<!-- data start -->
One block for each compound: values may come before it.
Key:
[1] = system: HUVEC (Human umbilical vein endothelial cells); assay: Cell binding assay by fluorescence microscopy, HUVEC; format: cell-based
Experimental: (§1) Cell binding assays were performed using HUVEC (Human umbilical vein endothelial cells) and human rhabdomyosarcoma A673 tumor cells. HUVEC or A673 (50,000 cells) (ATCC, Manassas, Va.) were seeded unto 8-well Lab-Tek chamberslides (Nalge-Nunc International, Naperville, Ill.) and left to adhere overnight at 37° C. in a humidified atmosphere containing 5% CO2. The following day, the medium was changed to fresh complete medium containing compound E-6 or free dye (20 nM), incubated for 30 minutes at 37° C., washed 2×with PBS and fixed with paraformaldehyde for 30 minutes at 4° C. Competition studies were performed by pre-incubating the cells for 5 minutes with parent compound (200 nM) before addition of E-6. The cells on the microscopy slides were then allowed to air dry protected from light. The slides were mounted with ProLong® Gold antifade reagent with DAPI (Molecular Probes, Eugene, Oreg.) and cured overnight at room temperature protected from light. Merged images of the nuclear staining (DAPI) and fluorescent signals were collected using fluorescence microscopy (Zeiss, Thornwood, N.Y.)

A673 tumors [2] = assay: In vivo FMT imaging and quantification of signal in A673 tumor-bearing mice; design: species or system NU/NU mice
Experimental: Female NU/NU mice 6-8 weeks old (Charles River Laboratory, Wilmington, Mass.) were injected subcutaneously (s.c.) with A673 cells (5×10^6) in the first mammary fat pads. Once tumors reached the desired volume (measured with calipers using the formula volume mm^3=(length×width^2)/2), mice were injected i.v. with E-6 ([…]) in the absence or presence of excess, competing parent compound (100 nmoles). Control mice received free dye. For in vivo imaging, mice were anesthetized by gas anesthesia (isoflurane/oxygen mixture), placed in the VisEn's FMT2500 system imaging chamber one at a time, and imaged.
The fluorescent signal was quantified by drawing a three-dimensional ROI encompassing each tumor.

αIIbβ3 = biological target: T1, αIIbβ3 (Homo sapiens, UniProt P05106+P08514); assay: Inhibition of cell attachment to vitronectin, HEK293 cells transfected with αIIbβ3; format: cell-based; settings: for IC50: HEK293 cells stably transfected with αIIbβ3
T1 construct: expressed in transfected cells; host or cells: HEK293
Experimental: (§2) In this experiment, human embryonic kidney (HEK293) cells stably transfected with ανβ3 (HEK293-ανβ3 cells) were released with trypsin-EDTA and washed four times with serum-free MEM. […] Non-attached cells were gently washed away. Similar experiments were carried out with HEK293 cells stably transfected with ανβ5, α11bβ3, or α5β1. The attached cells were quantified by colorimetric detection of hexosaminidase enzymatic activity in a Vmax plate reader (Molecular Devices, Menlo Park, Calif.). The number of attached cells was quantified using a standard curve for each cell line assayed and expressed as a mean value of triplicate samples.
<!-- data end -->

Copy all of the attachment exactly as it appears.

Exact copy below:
One block for each compound: values may come before it.
Key:
[1] = system: HUVEC (Human umbilical vein endothelial cells); assay: Cell binding assay by fluorescence microscopy, HUVEC; format: cell-based
Experimental: (§1) Cell binding assays were performed using HUVEC (Human umbilical vein endothelial cells) and human rhabdomyosarcoma A673 tumor cells. HUVEC or A673 (50,000 cells) (ATCC, Manassas, Va.) were seeded unto 8-well Lab-Tek chamberslides (Nalge-Nunc International, Naperville, Ill.) and left to adhere overnight at 37° C. in a humidified atmosphere containing 5% CO2. The following day, the medium was changed to fresh complete medium containing compound E-6 or free dye (20 nM), incubated for 30 minutes at 37° C., washed 2×with PBS and fixed with paraformaldehyde for 30 minutes at 4° C. Competition studies were performed by pre-incubating the cells for 5 minutes with parent compound (200 nM) before addition of E-6. The cells on the microscopy slides were then allowed to air dry protected from light. The slides were mounted with ProLong® Gold antifade reagent with DAPI (Molecular Probes, Eugene, Oreg.) and cured overnight at room temperature protected from light. Merged images of the nuclear staining (DAPI) and fluorescent signals were collected using fluorescence microscopy (Zeiss, Thornwood, N.Y.)

A673 tumors [2] = assay: In vivo FMT imaging and quantification of signal in A673 tumor-bearing mice; design: species or system NU/NU mice
Experimental: Female NU/NU mice 6-8 weeks old (Charles River Laboratory, Wilmington, Mass.) were injected subcutaneously (s.c.) with A673 cells (5×10^6) in the first mammary fat pads. Once tumors reached the desired volume (measured with calipers using the formula volume mm^3=(length×width^2)/2), mice were injected i.v. with E-6 ([…]) in the absence or presence of excess, competing parent compound (100 nmoles). Control mice received free dye. For in vivo imaging, mice were anesthetized by gas anesthesia (isoflurane/oxygen mixture), placed in the VisEn's FMT2500 system imaging chamber one at a time, and imaged.
The fluorescent signal was quantified by drawing a three-dimensional ROI encompassing each tumor.

αIIbβ3 = biological target: T1, αIIbβ3 (Homo sapiens, UniProt P05106+P08514); assay: Inhibition of cell attachment to vitronectin, HEK293 cells transfected with αIIbβ3; format: cell-based; settings: for IC50: HEK293 cells stably transfected with αIIbβ3
T1 construct: expressed in transfected cells; host or cells: HEK293
Experimental: (§2) In this experiment, human embryonic kidney (HEK293) cells stably transfected with ανβ3 (HEK293-ανβ3 cells) were released with trypsin-EDTA and washed four times with serum-free MEM. […] Non-attached cells were gently washed away. Similar experiments were carried out with HEK293 cells stably transfected with ανβ5, α11bβ3, or α5β1. The attached cells were quantified by colorimetric detection of hexosaminidase enzymatic activity in a Vmax plate reader (Molecular Devices, Menlo Park, Calif.). The number of attached cells was quantified using a standard curve for each cell line assayed and expressed as a mean value of triplicate samples.